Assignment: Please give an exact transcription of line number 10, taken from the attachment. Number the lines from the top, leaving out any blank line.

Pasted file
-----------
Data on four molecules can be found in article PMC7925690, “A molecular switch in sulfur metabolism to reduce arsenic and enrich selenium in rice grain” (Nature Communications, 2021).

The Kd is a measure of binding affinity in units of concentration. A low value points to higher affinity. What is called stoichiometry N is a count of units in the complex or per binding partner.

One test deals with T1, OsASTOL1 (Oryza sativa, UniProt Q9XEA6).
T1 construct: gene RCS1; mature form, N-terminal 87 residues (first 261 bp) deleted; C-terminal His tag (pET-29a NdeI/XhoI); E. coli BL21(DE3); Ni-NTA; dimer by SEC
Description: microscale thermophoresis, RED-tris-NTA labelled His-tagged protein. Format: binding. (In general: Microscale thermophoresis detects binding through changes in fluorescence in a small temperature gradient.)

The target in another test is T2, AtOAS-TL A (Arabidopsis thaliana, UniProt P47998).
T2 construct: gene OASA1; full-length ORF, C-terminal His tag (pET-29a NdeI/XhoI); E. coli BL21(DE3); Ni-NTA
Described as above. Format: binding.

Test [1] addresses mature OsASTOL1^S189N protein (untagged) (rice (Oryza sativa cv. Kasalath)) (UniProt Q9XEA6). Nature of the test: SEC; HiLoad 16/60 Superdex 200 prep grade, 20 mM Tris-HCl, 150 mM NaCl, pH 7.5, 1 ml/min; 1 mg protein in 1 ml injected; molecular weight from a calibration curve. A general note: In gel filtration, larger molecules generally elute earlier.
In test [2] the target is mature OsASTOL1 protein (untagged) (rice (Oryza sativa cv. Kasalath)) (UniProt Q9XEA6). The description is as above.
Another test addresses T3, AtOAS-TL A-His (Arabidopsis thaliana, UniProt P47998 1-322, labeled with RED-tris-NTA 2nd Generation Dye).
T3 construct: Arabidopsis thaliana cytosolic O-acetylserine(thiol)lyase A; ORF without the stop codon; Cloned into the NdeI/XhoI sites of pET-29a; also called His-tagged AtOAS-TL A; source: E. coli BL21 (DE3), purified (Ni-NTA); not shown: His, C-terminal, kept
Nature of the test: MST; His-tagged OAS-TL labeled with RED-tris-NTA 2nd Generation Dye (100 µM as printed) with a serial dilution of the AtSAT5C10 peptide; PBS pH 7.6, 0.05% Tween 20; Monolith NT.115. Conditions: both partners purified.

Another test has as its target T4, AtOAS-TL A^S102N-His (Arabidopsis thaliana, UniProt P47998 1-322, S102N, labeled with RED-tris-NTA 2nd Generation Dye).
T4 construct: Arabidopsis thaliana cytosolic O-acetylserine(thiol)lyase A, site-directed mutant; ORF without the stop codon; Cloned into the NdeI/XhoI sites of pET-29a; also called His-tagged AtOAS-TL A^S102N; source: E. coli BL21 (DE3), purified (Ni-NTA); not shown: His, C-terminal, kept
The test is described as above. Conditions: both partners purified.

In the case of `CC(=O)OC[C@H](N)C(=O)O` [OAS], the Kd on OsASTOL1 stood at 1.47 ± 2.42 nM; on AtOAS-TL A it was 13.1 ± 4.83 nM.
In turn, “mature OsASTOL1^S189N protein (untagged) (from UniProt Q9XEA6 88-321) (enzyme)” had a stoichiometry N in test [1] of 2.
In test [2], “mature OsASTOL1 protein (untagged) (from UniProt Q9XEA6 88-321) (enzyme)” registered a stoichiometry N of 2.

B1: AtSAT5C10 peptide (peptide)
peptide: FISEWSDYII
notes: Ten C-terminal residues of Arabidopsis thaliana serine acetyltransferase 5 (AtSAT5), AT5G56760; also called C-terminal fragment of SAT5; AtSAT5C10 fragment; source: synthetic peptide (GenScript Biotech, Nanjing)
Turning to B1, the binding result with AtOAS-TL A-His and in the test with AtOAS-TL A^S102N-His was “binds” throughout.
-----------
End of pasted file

In test [2] the target is mature OsASTOL1 protein (untagged) (rice (Oryza sativa cv. Kasalath)) (UniProt Q9XEA6). The description is as above.